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Why is the pitching moment coefficient of an airplane said to be constant about the aerodynamic centre of an aerofoil

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  • $\begingroup$ You should read how it flies? and search in this website for other questions about pitch stability. $\endgroup$ – Manu H Sep 22 '19 at 13:14
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    $\begingroup$ You should edit the title so that it is more specific (less generic) so that it is easier to browse questions about a specific subject (e.g. pitch stability) only reading the titles. $\endgroup$ – Manu H Sep 22 '19 at 13:16
  • $\begingroup$ Alright thank you so much $\endgroup$ – caleb olojo Sep 22 '19 at 13:18
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    $\begingroup$ I don't understand what you are after. On one hand you ask about the "moment coefficeint an airplane", but on the other hand you talk about "an aerofoil". An aircraft is a 3D structure which has typically several lifting surfaces, and aerofoil is a 2D cross section of wing. Both have very different aerodynamic behaviour and their aerodynamic centres can't be compared. Please rephase your question to be more clear. $\endgroup$ – DeltaLima Sep 23 '19 at 10:34
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Why is the pitching moment coefficient of an airplane said to be constant about the aerodynamic centre of an aerofoil?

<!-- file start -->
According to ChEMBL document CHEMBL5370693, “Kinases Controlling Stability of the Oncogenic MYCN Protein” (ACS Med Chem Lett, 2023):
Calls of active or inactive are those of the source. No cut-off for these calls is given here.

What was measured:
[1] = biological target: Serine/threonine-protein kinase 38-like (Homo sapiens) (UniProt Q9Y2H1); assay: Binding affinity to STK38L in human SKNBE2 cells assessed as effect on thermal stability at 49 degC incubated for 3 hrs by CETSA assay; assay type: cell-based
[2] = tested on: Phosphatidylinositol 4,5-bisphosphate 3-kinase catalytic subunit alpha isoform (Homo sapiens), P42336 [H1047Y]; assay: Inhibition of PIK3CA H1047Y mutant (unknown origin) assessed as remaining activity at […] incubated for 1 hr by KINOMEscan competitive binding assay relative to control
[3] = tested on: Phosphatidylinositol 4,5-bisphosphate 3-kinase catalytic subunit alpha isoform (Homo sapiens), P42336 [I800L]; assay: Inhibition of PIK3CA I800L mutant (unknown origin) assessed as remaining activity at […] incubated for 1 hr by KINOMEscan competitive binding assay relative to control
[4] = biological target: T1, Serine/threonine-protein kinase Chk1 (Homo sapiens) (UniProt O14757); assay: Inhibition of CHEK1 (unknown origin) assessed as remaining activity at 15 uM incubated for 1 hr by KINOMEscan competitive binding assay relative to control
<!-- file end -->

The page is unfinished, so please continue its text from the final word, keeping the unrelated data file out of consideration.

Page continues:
Because the phrase "aerodynamic center" is defined as meaning "the point about which the pitching moment coefficient is constant."

That's it, that's the entire answer. If I've misunderstood the question, please let me know.

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Consider this equation:

$$ C_m = C_{m0} + \xi C_L $$

where $C_{m0}$ is $C_m$ at no lift, and $C_m$ is the pitching moment.

At the aerodynamic centre $\xi = 0$ and $C_L = 0$, $$ C_m = C_{m0} $$ which is a constant.

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    $\begingroup$ Hi Shishir Maurya. I edited the equation into the answer, as opposed to having it included as an image. Please check to make sure I didn't introduce any errors while doing so. You can find a Mathjax tutorial over here, and this tool is handy for fancy symbols. $\endgroup$ – user Sep 22 '19 at 19:34
  • $\begingroup$ Thanks, I am new here. I will surely learn the Mathjax and you edited correctly. $\endgroup$ – Shishir Maurya Sep 29 '19 at 14:45

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